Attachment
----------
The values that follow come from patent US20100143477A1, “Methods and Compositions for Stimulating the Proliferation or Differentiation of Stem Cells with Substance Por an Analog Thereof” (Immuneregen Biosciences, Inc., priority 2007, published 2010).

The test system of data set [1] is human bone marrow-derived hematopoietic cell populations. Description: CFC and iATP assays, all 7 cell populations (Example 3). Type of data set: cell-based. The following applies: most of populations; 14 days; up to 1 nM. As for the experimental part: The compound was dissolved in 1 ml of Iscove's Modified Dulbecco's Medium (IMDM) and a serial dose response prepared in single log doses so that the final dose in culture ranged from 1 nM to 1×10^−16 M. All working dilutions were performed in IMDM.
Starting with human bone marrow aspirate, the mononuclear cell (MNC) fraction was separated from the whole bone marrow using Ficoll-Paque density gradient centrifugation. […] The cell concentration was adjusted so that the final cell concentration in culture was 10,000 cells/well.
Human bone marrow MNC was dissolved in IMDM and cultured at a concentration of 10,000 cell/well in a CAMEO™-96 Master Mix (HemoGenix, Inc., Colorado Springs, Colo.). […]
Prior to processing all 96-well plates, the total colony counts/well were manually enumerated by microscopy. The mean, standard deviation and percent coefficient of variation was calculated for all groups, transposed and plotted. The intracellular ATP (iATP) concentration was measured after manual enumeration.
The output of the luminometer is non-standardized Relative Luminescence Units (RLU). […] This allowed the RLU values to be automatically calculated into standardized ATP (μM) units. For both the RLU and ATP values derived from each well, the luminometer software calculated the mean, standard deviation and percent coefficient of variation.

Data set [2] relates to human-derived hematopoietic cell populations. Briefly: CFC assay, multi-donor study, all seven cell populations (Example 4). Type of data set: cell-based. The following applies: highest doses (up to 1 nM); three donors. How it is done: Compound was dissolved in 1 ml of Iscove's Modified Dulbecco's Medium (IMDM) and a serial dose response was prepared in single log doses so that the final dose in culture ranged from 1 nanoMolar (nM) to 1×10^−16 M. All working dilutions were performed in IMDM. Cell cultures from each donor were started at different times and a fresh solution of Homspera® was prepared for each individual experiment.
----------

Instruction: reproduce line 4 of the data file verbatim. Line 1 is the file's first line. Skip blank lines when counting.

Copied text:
Human bone marrow MNC was dissolved in IMDM and cultured at a concentration of 10,000 cell/well in a CAMEO™-96 Master Mix (HemoGenix, Inc., Colorado Springs, Colo.). […]